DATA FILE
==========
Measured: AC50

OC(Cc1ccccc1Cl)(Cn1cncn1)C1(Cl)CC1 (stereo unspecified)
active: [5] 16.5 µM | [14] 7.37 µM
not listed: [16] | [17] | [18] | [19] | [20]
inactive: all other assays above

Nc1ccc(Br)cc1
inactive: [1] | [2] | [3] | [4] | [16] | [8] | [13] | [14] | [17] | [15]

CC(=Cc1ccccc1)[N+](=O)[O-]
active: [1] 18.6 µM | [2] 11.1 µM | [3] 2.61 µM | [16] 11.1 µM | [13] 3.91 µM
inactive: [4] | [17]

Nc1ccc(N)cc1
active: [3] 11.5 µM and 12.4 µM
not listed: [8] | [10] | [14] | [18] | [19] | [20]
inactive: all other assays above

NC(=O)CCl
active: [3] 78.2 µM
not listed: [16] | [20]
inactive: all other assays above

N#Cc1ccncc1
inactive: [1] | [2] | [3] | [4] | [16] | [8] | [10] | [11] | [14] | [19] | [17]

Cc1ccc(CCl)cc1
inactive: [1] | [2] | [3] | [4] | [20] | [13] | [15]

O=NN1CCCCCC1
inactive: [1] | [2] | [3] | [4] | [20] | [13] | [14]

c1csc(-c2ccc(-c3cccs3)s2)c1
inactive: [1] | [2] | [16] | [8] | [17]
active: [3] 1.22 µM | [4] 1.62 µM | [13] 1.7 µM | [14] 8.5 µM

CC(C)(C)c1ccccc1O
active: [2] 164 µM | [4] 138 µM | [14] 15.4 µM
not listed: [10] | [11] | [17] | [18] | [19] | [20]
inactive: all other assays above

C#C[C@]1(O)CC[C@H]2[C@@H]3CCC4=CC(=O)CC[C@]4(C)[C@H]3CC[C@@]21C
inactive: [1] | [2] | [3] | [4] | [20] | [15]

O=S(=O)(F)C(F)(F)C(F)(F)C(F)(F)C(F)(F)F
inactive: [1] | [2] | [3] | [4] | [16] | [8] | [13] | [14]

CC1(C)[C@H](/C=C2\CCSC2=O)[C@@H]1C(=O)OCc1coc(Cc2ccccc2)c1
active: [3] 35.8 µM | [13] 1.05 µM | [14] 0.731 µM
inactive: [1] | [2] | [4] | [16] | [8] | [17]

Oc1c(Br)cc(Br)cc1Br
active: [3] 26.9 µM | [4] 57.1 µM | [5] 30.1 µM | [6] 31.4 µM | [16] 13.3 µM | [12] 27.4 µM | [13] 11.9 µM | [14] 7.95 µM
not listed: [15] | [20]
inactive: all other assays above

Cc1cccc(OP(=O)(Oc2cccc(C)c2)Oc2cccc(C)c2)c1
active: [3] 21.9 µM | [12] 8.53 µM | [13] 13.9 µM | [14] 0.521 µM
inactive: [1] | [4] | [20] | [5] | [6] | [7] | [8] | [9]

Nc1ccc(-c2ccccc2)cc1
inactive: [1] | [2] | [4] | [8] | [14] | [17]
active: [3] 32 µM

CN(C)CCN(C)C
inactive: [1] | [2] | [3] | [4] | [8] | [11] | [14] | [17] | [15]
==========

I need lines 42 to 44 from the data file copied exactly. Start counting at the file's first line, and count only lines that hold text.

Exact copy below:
inactive: all other assays above

Cc1cccc(OP(=O)(Oc2cccc(C)c2)Oc2cccc(C)c2)c1
active: [3] 21.9 µM | [12] 8.53 µM | [13] 13.9 µM | [14] 0.521 µM